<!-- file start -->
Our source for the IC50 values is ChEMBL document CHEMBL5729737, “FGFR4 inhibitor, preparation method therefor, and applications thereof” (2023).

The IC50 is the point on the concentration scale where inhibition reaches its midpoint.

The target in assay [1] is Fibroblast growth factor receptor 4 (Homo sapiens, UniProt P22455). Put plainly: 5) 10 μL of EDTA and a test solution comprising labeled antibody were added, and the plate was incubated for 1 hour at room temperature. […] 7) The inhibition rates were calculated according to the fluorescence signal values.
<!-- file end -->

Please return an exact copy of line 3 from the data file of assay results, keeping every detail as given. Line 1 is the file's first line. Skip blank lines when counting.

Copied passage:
The target in assay [1] is Fibroblast growth factor receptor 4 (Homo sapiens, UniProt P22455). Put plainly: 5) 10 μL of EDTA and a test solution comprising labeled antibody were added, and the plate was incubated for 1 hour at room temperature. […] 7) The inhibition rates were calculated according to the fluorescence signal values.